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Good news: Rising house prices « Previous | |Next »
July 7, 2007

Rising house prices cause us to feel good --unless we have to take out a mortgage:

Houseprices.jpg

I'm not sure that the increase in the minimal wage announced by the Fair Pay Commission really makes that much of a difference. Of course, many neo-liberal economics would argue that the commonwealth government should do all it can to erode the minimum wage. Australia's minimum wages are too high by international standards--the second highest after France in the OECD countries.

And we all know that France is a basket case, don't we. Washington has said so. So it must be right.

| Posted by Gary Sauer-Thompson at 7:35 PM | | Comments (3)
Comments

Comments

Well we're classic babyboomers caught in the middle - we want our own house to rise in value, we have an investment place courtesy of the benevolent CGT remission and we want to help our children into their own houses because it doesn't look like they'll make it on their own...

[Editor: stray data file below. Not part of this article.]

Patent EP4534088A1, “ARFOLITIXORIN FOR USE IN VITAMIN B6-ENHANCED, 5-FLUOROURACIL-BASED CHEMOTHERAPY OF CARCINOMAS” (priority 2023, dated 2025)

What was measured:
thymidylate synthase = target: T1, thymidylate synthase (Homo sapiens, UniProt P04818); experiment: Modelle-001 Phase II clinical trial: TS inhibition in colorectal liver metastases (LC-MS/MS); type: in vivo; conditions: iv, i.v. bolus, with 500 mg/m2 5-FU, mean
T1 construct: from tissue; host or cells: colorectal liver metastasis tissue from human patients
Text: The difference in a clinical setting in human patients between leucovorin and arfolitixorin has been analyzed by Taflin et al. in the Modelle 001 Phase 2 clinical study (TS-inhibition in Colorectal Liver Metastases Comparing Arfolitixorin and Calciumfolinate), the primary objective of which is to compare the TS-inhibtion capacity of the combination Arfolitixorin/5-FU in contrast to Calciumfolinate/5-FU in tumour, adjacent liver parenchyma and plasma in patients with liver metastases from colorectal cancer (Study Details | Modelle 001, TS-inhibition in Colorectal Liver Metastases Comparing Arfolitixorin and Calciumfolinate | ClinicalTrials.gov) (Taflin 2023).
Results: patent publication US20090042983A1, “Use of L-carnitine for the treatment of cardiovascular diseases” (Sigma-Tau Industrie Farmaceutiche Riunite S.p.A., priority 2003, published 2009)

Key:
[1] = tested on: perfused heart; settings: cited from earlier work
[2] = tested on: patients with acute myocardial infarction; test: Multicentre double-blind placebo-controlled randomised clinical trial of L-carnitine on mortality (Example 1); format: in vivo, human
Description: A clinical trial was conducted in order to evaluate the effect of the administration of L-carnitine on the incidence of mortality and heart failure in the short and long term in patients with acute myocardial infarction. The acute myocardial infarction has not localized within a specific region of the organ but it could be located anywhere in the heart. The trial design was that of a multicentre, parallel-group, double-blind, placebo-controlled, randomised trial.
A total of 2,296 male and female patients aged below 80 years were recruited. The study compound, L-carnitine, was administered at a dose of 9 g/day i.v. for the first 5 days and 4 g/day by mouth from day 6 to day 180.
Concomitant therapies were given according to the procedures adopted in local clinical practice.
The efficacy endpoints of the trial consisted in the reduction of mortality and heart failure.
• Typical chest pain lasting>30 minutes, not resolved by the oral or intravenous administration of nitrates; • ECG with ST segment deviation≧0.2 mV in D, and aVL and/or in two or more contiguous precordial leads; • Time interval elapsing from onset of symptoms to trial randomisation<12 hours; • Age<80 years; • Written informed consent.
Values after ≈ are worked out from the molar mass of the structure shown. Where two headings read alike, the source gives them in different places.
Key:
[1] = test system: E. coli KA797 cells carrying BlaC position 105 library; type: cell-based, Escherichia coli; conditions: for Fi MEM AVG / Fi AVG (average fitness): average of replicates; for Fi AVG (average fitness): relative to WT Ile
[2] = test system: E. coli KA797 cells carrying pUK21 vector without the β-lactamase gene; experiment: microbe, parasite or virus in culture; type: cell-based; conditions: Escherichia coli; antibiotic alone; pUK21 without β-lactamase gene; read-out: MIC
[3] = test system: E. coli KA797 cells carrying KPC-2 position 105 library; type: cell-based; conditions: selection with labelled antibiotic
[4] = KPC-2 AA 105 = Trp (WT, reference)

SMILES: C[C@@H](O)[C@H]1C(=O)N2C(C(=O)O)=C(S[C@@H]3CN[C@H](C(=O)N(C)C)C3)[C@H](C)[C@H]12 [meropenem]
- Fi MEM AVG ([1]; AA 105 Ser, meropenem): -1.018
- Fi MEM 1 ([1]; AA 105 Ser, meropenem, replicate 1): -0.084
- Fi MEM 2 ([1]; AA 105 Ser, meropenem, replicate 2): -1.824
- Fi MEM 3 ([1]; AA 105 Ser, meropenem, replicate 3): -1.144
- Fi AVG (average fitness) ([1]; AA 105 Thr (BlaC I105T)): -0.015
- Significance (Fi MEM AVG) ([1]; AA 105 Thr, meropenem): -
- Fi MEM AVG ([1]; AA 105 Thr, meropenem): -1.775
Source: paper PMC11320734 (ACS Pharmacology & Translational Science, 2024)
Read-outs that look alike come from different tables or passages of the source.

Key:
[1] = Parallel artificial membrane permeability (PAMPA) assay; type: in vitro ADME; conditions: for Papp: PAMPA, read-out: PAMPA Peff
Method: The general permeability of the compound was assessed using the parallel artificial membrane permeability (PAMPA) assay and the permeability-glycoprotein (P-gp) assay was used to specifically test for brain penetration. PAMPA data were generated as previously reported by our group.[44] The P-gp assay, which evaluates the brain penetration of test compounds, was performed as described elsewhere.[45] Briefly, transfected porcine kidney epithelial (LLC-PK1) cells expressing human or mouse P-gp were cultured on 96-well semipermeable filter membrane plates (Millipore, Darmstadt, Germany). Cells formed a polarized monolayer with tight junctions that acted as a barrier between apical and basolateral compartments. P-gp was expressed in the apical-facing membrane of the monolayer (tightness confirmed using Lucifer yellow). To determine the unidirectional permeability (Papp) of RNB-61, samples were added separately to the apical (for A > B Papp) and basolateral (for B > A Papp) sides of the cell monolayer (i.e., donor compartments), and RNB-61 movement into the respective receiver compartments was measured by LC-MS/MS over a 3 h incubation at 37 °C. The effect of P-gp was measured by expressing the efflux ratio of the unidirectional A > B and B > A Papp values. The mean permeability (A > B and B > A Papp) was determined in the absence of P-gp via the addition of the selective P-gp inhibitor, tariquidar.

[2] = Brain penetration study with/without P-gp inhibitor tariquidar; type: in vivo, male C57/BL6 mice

The 10 bucks will buy a lotto ticket thus keeping the great australian dream alive.

Phil,
It is increasingly hard on first home buyers trying to get into the market in Sydney or Melbourne. Some argue that stringent land zoning regulations monitor and restrain growth on the fringe is the cause of high housing prices. So politicians need to ease up on land releases on the outer urban fringe.

The right-leaning think tank — the Institute of Public Affairs has geared up for a campaign for greater deregulation of land use. It and the Housing Industry Association are sponsoring the Great Australian Dream campaign to secure greater land release.

Prime Minister John Howard is now on the bandwagon and, as this enables him to point the finger at the states, hew can pass the buck.

Increased land release would help people struggling to get into new houses on the fringe. Even if the states did release lots of land it won't have much effect where prices are highest---inner-city houses.